Electronic copy available at: http://ssrn.com/abstract=1798382
Mastitis in Dairy Cattle in India
By: Dr Kishore T Motwani
Mastitis is multi factorial and a costly problem affecting all milk producing ruminants in
India Unfortunately, there is no simple solution to it. As per 2006 estimates referred in
ICAR’s National Agricultural Innovation Project, the estimated annual loss due to mastitis
alone is nearly Rs16,702 millions.
Mastitis reduces milk yield and alters its composition. The magnitude of these changes
in individual animal varies with the severity and duration of the infection and the
causative microorganisms. Mastitis is almost always caused by bacteria. These
microorganisms produce toxins which directly damage milk-producing tissue of the
mammary gland, and the presence of bacteria initiates inflammation within the mammary
tissue in an attempt to eliminate the invading microorganisms. The inflammation
contributes to decreased milk production and is primarily responsible for the
compositional changes observed in milk from infected quarters and cows. In general,
compositional changes involve an increase in blood components present in milk and a
decrease in normal milk constituents.
Three major factors involved in mastitis are namely: (1) the microorganisms as the
causative agent, (ii) the cow or a buffalo as host, and (iii) the environment, which can
influence the cow / buffalo and the microorganisms.
(1) The Causative Agent:
Over 100 different microorganisms can cause mastitis, which vary greatly in its route by
which they reach the mammary gland and in the nature of the disease they cause. Of
these pathogenic organisms, one can divide it into 2 groups: contagious pathogens and
environmental pathogens The major contagious pathogens are Streptococcus
agalactiae, Staphylococcus aureus, and Mycoplasma spp. which gain entry into
mammary gland through teat canal-with exception of some mycoplasmal infections
whereas, other important bacteria are environmental coliforms like Escherichia coli and
(2) The Host Animal
Cows get udder infection at different ages and stages of the lactation cycle-usually
animals in 4-5th month of lactation being more susceptible(59%) whereas, hind quarters
being more affected(57%) than fore quarters(43%). The immunological status of the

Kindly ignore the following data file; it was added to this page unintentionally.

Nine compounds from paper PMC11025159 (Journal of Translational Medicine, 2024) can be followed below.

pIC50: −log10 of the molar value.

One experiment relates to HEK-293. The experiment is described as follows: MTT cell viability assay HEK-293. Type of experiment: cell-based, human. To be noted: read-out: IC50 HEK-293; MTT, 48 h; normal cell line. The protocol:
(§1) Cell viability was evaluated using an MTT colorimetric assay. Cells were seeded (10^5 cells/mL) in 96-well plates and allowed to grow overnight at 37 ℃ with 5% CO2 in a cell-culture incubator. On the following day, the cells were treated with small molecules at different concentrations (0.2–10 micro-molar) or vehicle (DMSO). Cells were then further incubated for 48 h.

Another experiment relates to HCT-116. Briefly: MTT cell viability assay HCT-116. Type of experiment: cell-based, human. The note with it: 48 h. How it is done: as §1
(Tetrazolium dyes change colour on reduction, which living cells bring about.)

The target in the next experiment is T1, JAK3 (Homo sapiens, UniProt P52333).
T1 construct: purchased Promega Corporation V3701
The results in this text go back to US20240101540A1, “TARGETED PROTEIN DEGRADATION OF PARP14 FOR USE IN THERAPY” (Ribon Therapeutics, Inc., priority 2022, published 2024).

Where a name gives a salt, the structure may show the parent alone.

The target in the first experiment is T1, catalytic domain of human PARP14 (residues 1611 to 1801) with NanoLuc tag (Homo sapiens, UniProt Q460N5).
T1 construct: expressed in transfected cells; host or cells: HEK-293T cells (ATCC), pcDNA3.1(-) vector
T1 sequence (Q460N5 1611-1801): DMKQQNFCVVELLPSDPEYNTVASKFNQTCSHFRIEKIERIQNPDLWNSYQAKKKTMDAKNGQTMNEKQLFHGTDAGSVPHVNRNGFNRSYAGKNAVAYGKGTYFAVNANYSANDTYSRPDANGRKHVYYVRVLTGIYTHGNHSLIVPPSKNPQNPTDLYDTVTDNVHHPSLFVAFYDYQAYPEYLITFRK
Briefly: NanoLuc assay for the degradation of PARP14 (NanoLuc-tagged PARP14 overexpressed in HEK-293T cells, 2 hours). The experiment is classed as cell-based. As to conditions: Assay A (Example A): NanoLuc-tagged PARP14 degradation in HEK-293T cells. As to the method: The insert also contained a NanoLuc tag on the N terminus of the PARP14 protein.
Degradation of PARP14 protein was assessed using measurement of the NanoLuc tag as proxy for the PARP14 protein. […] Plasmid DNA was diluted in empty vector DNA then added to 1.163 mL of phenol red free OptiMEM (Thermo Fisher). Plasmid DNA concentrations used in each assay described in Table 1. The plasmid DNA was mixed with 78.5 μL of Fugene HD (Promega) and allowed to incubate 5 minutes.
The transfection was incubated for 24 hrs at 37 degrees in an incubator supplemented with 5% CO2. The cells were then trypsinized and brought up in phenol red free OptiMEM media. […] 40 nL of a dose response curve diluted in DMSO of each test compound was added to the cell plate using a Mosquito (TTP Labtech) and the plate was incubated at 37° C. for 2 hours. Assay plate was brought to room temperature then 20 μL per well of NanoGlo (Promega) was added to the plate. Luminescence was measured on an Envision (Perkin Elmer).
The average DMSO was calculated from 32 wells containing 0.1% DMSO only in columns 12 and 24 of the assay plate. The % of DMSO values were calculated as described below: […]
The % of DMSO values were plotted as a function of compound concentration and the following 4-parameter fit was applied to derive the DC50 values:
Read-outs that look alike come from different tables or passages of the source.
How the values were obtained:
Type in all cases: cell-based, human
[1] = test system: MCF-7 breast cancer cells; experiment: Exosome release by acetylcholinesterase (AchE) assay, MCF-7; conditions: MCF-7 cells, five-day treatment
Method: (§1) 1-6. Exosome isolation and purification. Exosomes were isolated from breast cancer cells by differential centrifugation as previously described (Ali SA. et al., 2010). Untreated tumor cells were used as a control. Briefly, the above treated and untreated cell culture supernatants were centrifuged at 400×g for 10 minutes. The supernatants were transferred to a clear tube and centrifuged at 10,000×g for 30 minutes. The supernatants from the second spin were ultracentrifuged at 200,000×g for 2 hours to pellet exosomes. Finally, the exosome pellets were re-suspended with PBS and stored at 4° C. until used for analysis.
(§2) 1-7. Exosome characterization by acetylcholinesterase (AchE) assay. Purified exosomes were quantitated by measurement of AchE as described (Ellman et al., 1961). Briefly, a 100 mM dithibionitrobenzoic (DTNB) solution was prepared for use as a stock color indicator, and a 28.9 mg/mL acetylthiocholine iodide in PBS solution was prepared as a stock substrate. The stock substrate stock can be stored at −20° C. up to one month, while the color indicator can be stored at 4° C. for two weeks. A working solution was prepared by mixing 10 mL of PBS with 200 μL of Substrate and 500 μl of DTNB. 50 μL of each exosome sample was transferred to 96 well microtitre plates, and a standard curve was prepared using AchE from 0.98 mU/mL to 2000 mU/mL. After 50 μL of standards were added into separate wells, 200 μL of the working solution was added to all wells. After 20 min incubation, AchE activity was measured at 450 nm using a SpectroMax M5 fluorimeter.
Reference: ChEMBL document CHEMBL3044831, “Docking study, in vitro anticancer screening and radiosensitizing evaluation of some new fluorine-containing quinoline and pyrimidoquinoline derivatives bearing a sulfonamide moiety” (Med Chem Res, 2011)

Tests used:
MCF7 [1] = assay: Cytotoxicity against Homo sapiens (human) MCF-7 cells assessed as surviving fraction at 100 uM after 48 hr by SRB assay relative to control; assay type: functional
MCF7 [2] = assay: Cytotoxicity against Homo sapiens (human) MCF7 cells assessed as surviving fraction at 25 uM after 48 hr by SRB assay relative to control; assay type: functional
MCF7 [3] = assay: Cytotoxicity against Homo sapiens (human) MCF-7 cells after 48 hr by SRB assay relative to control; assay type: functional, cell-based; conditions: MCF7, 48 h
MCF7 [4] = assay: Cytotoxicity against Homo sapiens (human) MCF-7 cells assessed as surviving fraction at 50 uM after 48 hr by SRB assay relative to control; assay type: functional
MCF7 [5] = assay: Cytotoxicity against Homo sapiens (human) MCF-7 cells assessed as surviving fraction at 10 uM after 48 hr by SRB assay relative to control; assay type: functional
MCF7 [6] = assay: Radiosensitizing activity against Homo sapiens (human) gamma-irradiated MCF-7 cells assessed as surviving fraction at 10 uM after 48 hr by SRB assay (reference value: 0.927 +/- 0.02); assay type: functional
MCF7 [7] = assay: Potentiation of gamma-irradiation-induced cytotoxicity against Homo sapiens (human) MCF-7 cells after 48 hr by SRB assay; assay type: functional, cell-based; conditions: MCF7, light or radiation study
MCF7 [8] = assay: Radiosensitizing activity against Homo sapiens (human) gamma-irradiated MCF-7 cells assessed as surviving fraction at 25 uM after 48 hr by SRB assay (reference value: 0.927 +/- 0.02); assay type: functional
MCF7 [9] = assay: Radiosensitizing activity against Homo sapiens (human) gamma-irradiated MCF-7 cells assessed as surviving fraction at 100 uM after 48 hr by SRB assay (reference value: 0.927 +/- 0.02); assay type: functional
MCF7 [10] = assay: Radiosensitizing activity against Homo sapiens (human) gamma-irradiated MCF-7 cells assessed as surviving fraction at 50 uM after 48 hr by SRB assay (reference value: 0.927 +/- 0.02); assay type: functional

animal also affects the risk for mastitis. During certain stressful periods, e.g. around
calving, the immune functions of the dairy animal are suppressed. This peri-partum and
early lactation period, is also associated with a high susceptibility to udder infections and
mastitis. Other diseases, like different viral infections, which cause immune suppression,
stress of high milk yield or injuries also increase the risk of mastitis .Cows also vary in
their ability to overcome an infection once it has been established and so plays an active
role in the development of mastitis.
bacteria play a role in causing the disease, one can exactly hit it with a vaccine to stop it
from ever becoming a problem."
Excellent progress has been made toward coliform mastitis control with the development
of mutant gram negative vaccines and many attempts are being directed world over
towards development of an effective vaccine for Staphylococcus aureus. To improve the
success rate of vaccination is an ongoing objective of much research world over.
Drug therapy is usually recommended for the elimination of existing intramammary
infections as spontaneous recovery and culling have limited application. Treatment
during lactation is recommended when cows are infected with Strep. agalactiae, when
the herd SCC is greater than 400,000/ ml, and when clinical mastitis is present. Most
cases of subacute clinical mastitis can be treated with an approved intramammary
infusion product preferably containing hydrocortisone in an easy diffusion base .for a
minimum of 3 days accompanied by frequent stripping to remove secretions, bacteria,
and cellular debris. Treatment of subclinical infections using conventional intramammary
infusion during lactation is quite successful against Strep. agalactiae. Chronic Staph.
aureus infections are best treated using a combination of intramammary infusion with
parenteral drug administration containing betalactamse inhibitors to check relapses with
proper teat end sanitization and infusion procedures.